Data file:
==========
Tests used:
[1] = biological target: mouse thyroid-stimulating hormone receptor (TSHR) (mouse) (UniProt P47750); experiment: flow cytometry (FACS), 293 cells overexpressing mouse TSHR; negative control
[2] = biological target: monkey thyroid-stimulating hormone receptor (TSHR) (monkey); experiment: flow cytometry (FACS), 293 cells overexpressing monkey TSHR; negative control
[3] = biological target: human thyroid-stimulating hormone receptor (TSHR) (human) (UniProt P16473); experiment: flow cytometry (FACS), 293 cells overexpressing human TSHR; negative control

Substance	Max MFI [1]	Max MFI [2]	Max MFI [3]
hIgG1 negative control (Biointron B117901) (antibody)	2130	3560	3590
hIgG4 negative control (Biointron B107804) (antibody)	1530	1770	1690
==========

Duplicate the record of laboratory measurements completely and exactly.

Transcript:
Tests used:
[1] = biological target: mouse thyroid-stimulating hormone receptor (TSHR) (mouse) (UniProt P47750); experiment: flow cytometry (FACS), 293 cells overexpressing mouse TSHR; negative control
[2] = biological target: monkey thyroid-stimulating hormone receptor (TSHR) (monkey); experiment: flow cytometry (FACS), 293 cells overexpressing monkey TSHR; negative control
[3] = biological target: human thyroid-stimulating hormone receptor (TSHR) (human) (UniProt P16473); experiment: flow cytometry (FACS), 293 cells overexpressing human TSHR; negative control

Substance	Max MFI [1]	Max MFI [2]	Max MFI [3]
hIgG1 negative control (Biointron B117901) (antibody)	2130	3560	3590
hIgG4 negative control (Biointron B107804) (antibody)	1530	1770	1690